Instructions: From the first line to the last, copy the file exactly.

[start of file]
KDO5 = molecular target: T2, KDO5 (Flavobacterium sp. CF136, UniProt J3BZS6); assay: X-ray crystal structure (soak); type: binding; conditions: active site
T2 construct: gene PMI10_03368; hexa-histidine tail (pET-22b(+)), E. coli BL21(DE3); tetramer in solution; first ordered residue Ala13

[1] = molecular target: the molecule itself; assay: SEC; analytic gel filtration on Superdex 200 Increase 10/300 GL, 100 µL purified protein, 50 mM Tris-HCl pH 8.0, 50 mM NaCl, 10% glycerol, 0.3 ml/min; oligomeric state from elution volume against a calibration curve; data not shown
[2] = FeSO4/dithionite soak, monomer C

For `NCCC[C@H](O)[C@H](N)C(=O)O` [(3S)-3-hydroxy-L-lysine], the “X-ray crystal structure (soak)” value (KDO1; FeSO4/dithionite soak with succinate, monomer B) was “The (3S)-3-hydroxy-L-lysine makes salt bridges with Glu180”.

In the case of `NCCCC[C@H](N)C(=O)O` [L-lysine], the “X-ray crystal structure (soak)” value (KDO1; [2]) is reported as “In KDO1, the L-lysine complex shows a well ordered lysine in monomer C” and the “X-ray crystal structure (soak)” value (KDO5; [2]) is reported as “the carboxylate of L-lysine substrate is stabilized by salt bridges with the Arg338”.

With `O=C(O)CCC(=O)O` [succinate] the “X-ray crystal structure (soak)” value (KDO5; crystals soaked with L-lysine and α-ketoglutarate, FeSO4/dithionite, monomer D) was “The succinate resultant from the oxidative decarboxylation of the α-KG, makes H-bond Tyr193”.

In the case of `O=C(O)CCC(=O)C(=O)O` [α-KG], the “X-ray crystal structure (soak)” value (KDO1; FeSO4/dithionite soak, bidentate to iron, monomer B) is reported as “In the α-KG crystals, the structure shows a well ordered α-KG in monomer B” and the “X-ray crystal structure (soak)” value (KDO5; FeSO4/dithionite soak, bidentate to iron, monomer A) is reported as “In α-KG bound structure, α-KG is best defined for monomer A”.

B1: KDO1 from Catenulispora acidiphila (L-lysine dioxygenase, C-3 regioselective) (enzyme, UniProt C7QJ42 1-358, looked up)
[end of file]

KDO5 = molecular target: T2, KDO5 (Flavobacterium sp. CF136, UniProt J3BZS6); assay: X-ray crystal structure (soak); type: binding; conditions: active site
T2 construct: gene PMI10_03368; hexa-histidine tail (pET-22b(+)), E. coli BL21(DE3); tetramer in solution; first ordered residue Ala13

[1] = molecular target: the molecule itself; assay: SEC; analytic gel filtration on Superdex 200 Increase 10/300 GL, 100 µL purified protein, 50 mM Tris-HCl pH 8.0, 50 mM NaCl, 10% glycerol, 0.3 ml/min; oligomeric state from elution volume against a calibration curve; data not shown
[2] = FeSO4/dithionite soak, monomer C

For `NCCC[C@H](O)[C@H](N)C(=O)O` [(3S)-3-hydroxy-L-lysine], the “X-ray crystal structure (soak)” value (KDO1; FeSO4/dithionite soak with succinate, monomer B) was “The (3S)-3-hydroxy-L-lysine makes salt bridges with Glu180”.

In the case of `NCCCC[C@H](N)C(=O)O` [L-lysine], the “X-ray crystal structure (soak)” value (KDO1; [2]) is reported as “In KDO1, the L-lysine complex shows a well ordered lysine in monomer C” and the “X-ray crystal structure (soak)” value (KDO5; [2]) is reported as “the carboxylate of L-lysine substrate is stabilized by salt bridges with the Arg338”.

With `O=C(O)CCC(=O)O` [succinate] the “X-ray crystal structure (soak)” value (KDO5; crystals soaked with L-lysine and α-ketoglutarate, FeSO4/dithionite, monomer D) was “The succinate resultant from the oxidative decarboxylation of the α-KG, makes H-bond Tyr193”.

In the case of `O=C(O)CCC(=O)C(=O)O` [α-KG], the “X-ray crystal structure (soak)” value (KDO1; FeSO4/dithionite soak, bidentate to iron, monomer B) is reported as “In the α-KG crystals, the structure shows a well ordered α-KG in monomer B” and the “X-ray crystal structure (soak)” value (KDO5; FeSO4/dithionite soak, bidentate to iron, monomer A) is reported as “In α-KG bound structure, α-KG is best defined for monomer A”.

B1: KDO1 from Catenulispora acidiphila (L-lysine dioxygenase, C-3 regioselective) (enzyme, UniProt C7QJ42 1-358, looked up)